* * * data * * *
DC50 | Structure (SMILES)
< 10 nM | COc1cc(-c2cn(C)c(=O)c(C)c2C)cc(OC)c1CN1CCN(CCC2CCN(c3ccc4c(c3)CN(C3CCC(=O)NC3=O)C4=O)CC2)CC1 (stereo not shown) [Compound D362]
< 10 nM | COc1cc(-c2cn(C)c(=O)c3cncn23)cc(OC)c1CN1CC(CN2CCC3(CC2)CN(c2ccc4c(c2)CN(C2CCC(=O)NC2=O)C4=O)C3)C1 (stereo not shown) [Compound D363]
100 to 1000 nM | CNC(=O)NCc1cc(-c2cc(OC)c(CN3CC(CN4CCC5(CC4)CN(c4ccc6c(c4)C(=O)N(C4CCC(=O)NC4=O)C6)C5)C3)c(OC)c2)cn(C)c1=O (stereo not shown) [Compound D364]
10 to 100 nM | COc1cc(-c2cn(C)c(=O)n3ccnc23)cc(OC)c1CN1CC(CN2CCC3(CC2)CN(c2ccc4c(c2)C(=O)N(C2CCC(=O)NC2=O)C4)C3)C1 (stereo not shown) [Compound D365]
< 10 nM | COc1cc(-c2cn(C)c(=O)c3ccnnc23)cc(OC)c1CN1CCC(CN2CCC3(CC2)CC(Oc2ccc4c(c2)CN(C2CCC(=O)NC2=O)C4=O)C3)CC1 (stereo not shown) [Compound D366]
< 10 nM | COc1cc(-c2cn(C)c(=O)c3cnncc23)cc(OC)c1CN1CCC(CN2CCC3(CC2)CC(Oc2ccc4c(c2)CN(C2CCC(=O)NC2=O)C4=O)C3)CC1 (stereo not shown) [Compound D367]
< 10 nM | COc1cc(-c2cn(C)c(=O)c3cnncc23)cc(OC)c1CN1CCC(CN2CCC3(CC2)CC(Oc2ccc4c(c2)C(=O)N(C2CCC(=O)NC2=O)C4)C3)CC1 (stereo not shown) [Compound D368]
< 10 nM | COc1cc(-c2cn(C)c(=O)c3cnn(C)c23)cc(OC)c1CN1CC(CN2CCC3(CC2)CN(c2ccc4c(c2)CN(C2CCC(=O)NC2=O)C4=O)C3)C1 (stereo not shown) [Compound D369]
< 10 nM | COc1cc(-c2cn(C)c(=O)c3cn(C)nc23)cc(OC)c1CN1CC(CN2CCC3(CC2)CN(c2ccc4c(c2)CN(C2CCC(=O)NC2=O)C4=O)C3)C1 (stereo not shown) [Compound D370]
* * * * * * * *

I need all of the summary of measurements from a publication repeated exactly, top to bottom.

DC50 | Structure (SMILES)
< 10 nM | COc1cc(-c2cn(C)c(=O)c(C)c2C)cc(OC)c1CN1CCN(CCC2CCN(c3ccc4c(c3)CN(C3CCC(=O)NC3=O)C4=O)CC2)CC1 (stereo not shown) [Compound D362]
< 10 nM | COc1cc(-c2cn(C)c(=O)c3cncn23)cc(OC)c1CN1CC(CN2CCC3(CC2)CN(c2ccc4c(c2)CN(C2CCC(=O)NC2=O)C4=O)C3)C1 (stereo not shown) [Compound D363]
100 to 1000 nM | CNC(=O)NCc1cc(-c2cc(OC)c(CN3CC(CN4CCC5(CC4)CN(c4ccc6c(c4)C(=O)N(C4CCC(=O)NC4=O)C6)C5)C3)c(OC)c2)cn(C)c1=O (stereo not shown) [Compound D364]
10 to 100 nM | COc1cc(-c2cn(C)c(=O)n3ccnc23)cc(OC)c1CN1CC(CN2CCC3(CC2)CN(c2ccc4c(c2)C(=O)N(C2CCC(=O)NC2=O)C4)C3)C1 (stereo not shown) [Compound D365]
< 10 nM | COc1cc(-c2cn(C)c(=O)c3ccnnc23)cc(OC)c1CN1CCC(CN2CCC3(CC2)CC(Oc2ccc4c(c2)CN(C2CCC(=O)NC2=O)C4=O)C3)CC1 (stereo not shown) [Compound D366]
< 10 nM | COc1cc(-c2cn(C)c(=O)c3cnncc23)cc(OC)c1CN1CCC(CN2CCC3(CC2)CC(Oc2ccc4c(c2)CN(C2CCC(=O)NC2=O)C4=O)C3)CC1 (stereo not shown) [Compound D367]
< 10 nM | COc1cc(-c2cn(C)c(=O)c3cnncc23)cc(OC)c1CN1CCC(CN2CCC3(CC2)CC(Oc2ccc4c(c2)C(=O)N(C2CCC(=O)NC2=O)C4)C3)CC1 (stereo not shown) [Compound D368]
< 10 nM | COc1cc(-c2cn(C)c(=O)c3cnn(C)c23)cc(OC)c1CN1CC(CN2CCC3(CC2)CN(c2ccc4c(c2)CN(C2CCC(=O)NC2=O)C4=O)C3)C1 (stereo not shown) [Compound D369]
< 10 nM | COc1cc(-c2cn(C)c(=O)c3cn(C)nc23)cc(OC)c1CN1CC(CN2CCC3(CC2)CN(c2ccc4c(c2)CN(C2CCC(=O)NC2=O)C4=O)C3)C1 (stereo not shown) [Compound D370]